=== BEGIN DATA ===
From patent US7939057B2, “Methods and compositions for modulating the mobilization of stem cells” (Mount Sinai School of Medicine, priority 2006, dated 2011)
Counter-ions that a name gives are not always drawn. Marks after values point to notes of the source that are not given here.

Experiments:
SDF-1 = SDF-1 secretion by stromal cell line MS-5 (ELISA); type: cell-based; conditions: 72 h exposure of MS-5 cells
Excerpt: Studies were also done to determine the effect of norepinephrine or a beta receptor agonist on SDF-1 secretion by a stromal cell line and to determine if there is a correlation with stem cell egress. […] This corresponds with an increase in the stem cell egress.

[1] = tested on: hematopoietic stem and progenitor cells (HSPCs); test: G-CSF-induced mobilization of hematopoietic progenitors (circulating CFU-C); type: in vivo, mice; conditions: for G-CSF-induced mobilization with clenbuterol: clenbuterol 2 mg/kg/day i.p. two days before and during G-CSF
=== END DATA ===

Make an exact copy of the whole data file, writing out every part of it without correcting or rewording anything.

From patent US7939057B2, “Methods and compositions for modulating the mobilization of stem cells” (Mount Sinai School of Medicine, priority 2006, dated 2011)
Counter-ions that a name gives are not always drawn. Marks after values point to notes of the source that are not given here.

Experiments:
SDF-1 = SDF-1 secretion by stromal cell line MS-5 (ELISA); type: cell-based; conditions: 72 h exposure of MS-5 cells
Excerpt: Studies were also done to determine the effect of norepinephrine or a beta receptor agonist on SDF-1 secretion by a stromal cell line and to determine if there is a correlation with stem cell egress. […] This corresponds with an increase in the stem cell egress.

[1] = tested on: hematopoietic stem and progenitor cells (HSPCs); test: G-CSF-induced mobilization of hematopoietic progenitors (circulating CFU-C); type: in vivo, mice; conditions: for G-CSF-induced mobilization with clenbuterol: clenbuterol 2 mg/kg/day i.p. two days before and during G-CSF